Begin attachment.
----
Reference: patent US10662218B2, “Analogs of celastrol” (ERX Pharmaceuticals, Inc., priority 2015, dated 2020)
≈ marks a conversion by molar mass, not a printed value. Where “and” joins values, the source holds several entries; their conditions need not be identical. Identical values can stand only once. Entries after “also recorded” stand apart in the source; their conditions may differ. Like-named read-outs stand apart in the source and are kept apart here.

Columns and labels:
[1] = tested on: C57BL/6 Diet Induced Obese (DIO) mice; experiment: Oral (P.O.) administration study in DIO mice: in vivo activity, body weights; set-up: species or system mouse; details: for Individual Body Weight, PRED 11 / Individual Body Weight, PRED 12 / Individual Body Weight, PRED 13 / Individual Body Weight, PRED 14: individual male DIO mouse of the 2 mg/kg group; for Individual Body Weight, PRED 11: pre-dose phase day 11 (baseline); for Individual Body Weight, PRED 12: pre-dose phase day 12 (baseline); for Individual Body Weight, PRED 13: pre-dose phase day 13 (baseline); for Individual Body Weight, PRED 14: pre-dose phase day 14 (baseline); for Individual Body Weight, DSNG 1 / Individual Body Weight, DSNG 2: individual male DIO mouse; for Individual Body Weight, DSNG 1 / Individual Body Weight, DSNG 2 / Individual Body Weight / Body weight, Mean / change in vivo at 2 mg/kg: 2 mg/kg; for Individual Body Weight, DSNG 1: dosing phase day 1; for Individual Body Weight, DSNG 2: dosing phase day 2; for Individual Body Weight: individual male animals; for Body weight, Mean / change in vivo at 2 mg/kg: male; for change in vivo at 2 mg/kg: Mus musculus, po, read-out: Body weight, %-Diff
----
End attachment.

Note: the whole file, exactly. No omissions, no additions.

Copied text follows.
Reference: patent US10662218B2, “Analogs of celastrol” (ERX Pharmaceuticals, Inc., priority 2015, dated 2020)
≈ marks a conversion by molar mass, not a printed value. Where “and” joins values, the source holds several entries; their conditions need not be identical. Identical values can stand only once. Entries after “also recorded” stand apart in the source; their conditions may differ. Like-named read-outs stand apart in the source and are kept apart here.

Columns and labels:
[1] = tested on: C57BL/6 Diet Induced Obese (DIO) mice; experiment: Oral (P.O.) administration study in DIO mice: in vivo activity, body weights; set-up: species or system mouse; details: for Individual Body Weight, PRED 11 / Individual Body Weight, PRED 12 / Individual Body Weight, PRED 13 / Individual Body Weight, PRED 14: individual male DIO mouse of the 2 mg/kg group; for Individual Body Weight, PRED 11: pre-dose phase day 11 (baseline); for Individual Body Weight, PRED 12: pre-dose phase day 12 (baseline); for Individual Body Weight, PRED 13: pre-dose phase day 13 (baseline); for Individual Body Weight, PRED 14: pre-dose phase day 14 (baseline); for Individual Body Weight, DSNG 1 / Individual Body Weight, DSNG 2: individual male DIO mouse; for Individual Body Weight, DSNG 1 / Individual Body Weight, DSNG 2 / Individual Body Weight / Body weight, Mean / change in vivo at 2 mg/kg: 2 mg/kg; for Individual Body Weight, DSNG 1: dosing phase day 1; for Individual Body Weight, DSNG 2: dosing phase day 2; for Individual Body Weight: individual male animals; for Body weight, Mean / change in vivo at 2 mg/kg: male; for change in vivo at 2 mg/kg: Mus musculus, po, read-out: Body weight, %-Diff